Workforce Planning: Part 1 – Introduction
Workforce Planning: Part 2 – Setting a Strategic Direction
Workforce Planning: Part 3 – Identifying Potential Gaps
Workforce Planning: Part 4 – Conducting a Workforce Gap Analysis
Workforce Planning: Part 5 – Creating a Plan
Workforce Planning: Part 6 – Monitoring the Plan
This article is written to discuss why it is important to keep monitoring your Workforce Plan instead of setting and forgetting it.
In part 5 of this series, we discussed creating your plan by developing a Workforce Plan Proposal and providing an executive summary of all the information you gathered, including the creation of a Staffing Budget workbook which then summarizes the costs associated with your plan. In this last part of the series, we are going to discuss the importance of monitoring your Workforce Plan to ensure you remain on schedule and on budget.
When it comes to monitoring the plan, we recommend tasking members of HR and Finance to oversee it. This way you can focus on other business priorities while you have a team of professionals who worked closely with developing the plan now working towards the desired outcomes to remain on target with recruiting and budget.
To keep all internal/external stakeholders informed and updated on the progress of the plan and whether your business is on target regarding what was budgeted for staffing, we suggest creating a written report and/or dashboard to summarize progress on a regular basis, or in most cases incorporating the summary into your business’s monthly leadership team meeting. Depending on your business needs this can be on a weekly, monthly, or quarterly basis. To help you with creating these documents, we have included templates at the end of this article.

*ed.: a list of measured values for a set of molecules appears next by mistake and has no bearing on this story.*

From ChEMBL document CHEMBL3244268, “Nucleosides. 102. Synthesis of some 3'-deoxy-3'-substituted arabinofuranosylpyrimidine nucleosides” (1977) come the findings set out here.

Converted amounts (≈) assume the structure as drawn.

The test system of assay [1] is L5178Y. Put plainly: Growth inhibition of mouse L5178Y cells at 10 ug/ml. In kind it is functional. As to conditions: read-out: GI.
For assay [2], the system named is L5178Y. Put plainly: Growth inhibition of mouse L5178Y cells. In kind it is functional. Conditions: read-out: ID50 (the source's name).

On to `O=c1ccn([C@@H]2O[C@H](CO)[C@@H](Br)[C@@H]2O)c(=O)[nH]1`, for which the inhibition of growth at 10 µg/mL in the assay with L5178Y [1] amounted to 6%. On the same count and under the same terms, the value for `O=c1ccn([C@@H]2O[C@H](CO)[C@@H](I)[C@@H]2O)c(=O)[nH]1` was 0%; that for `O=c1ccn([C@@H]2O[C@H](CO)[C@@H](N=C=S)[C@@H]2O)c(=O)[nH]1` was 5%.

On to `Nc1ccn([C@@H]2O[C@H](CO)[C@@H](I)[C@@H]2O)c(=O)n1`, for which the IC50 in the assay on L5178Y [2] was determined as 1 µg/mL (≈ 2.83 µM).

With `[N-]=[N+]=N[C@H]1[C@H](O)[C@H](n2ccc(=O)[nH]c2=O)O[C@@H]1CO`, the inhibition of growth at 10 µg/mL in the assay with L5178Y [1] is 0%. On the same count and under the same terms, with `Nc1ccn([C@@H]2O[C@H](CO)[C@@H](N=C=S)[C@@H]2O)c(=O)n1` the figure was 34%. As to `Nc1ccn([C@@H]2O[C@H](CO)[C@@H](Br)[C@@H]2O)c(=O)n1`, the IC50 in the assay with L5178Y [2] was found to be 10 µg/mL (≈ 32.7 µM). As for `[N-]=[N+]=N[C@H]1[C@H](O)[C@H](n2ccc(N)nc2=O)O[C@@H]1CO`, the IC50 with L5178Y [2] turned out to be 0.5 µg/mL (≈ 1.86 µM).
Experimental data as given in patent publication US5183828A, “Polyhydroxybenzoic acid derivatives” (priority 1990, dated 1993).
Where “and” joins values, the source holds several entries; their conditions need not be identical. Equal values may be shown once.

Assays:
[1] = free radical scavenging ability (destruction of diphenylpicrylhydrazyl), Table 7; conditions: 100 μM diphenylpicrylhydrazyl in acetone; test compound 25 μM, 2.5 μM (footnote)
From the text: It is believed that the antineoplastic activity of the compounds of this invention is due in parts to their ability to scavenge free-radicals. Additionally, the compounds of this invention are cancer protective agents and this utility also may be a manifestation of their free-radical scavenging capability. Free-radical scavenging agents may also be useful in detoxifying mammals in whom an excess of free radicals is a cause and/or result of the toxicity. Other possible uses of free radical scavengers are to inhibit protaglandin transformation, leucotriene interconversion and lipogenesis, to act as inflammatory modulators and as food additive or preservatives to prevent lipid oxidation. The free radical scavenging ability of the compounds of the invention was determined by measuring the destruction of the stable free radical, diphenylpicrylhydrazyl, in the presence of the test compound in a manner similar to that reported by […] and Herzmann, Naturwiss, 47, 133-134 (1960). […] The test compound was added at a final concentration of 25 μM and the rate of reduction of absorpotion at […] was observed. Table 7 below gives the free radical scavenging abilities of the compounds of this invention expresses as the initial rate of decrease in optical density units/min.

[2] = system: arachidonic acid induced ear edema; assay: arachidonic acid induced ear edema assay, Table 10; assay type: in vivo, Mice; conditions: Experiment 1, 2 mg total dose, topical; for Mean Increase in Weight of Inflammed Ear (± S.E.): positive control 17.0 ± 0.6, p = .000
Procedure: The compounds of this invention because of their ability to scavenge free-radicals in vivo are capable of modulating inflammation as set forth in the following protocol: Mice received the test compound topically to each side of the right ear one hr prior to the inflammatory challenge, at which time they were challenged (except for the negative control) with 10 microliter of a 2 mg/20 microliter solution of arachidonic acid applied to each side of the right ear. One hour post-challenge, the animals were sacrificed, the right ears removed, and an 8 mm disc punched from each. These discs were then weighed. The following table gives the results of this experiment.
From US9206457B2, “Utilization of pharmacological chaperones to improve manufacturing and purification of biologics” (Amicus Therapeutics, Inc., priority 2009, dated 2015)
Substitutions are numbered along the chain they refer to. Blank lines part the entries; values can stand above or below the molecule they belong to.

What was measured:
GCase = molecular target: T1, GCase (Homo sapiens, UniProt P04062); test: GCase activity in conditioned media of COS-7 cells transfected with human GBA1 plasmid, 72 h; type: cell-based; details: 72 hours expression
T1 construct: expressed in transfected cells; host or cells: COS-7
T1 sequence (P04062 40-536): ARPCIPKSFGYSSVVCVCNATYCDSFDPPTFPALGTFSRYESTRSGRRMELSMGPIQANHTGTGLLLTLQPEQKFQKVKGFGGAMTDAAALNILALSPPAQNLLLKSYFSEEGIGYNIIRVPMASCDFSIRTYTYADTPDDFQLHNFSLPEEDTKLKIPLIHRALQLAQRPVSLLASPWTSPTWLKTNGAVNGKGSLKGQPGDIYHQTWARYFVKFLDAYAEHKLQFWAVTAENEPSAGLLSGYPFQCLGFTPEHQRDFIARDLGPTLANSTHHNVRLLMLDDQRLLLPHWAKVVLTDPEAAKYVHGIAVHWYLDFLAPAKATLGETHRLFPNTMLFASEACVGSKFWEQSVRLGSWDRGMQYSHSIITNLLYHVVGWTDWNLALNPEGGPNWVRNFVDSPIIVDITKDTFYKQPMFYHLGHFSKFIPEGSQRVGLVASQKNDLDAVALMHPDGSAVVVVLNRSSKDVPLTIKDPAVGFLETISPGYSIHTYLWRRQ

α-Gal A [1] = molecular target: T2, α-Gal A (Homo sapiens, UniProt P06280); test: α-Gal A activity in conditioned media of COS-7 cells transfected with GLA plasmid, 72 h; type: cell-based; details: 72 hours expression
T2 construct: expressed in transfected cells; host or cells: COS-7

There will be instances where your workforce plan is interrupted by unforeseen circumstances, which is why it is important to have a backup plan, so you can respond to a problematic scenario.
For example: You were only able to hire three employees within the first quarter instead of the five you planned. Your backup plan may require you to refrain from further increasing your production rate until you are able to fill those vacant positions.
When it comes to evaluating your plan, it is crucial to communicate when certain milestones have been achieved, as this may affect your business’s operations and production output.
For example: You were finally able to fill those vacant positions, now it is time for operations to begin increasing production output as planned in the strategic business plan.
Remember to regularly monitor your workforce plan to ensure your business goals and objectives are going to be achieved. Monitoring the plan may require you to report on other HR metrics such as actual workforce costs related to the budgeted costs. This will keep the company aware of any matters which may have caused the plan to go over the budget due to unforeseen circumstances (i.e. Overtime).
The goal of workforce planning is to build a stable staffing level across the organization. With proper planning, your business reduces the risk of falling behind on organizational goals, objectives, and deliverables. This is achieved by being proactive and planning ahead for future staffing requirements needed by the business to be successful!
Success in your business centers on developing and improving Key Performance Indicators (KPIs). The data for developing KPIs comes from your strategic workforce plan, which includes the staffing plan to ensure you have the right staff in place at the right time to support your business achieve results.
As your annual workforce plan is vital to your business, remember that you are not in this process alone! Speak with your leadership team and other internal stakeholders to get input on your workforce plan and utilize your team of professionals’ experience and training.